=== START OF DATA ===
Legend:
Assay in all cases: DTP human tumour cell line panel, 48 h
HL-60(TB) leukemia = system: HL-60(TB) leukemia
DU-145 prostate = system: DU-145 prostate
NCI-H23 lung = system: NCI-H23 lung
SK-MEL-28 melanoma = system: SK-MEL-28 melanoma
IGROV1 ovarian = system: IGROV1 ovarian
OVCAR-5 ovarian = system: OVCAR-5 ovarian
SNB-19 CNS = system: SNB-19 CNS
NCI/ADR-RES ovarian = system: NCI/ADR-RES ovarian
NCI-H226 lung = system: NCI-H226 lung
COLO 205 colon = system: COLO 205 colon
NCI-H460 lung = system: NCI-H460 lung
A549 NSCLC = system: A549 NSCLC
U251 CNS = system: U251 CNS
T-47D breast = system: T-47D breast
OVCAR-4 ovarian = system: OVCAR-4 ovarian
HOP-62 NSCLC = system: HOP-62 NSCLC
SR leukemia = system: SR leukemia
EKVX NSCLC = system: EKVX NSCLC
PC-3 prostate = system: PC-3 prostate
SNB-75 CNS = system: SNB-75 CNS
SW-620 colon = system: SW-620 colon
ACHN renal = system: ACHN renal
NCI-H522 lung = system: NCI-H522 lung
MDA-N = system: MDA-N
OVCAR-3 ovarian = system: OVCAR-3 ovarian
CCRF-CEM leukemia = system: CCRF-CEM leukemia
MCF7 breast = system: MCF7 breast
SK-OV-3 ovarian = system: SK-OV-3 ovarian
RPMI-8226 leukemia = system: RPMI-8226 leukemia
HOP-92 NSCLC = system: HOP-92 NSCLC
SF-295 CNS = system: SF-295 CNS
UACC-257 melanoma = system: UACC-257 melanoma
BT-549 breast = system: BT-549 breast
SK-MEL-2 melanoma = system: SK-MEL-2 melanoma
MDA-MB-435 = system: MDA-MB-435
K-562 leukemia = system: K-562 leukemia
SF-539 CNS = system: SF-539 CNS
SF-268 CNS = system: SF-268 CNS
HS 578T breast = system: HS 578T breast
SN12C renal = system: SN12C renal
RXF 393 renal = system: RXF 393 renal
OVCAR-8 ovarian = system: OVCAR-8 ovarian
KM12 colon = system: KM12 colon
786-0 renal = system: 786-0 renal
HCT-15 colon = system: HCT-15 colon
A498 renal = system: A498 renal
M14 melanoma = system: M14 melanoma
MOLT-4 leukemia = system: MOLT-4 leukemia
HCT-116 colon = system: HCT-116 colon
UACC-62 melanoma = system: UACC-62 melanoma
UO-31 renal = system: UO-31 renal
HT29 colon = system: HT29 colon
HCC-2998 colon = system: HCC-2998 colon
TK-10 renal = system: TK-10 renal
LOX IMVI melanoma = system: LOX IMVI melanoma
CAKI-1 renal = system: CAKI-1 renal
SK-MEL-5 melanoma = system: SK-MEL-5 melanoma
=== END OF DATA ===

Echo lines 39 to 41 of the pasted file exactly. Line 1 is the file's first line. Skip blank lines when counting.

SF-539 CNS = system: SF-539 CNS
SF-268 CNS = system: SF-268 CNS
HS 578T breast = system: HS 578T breast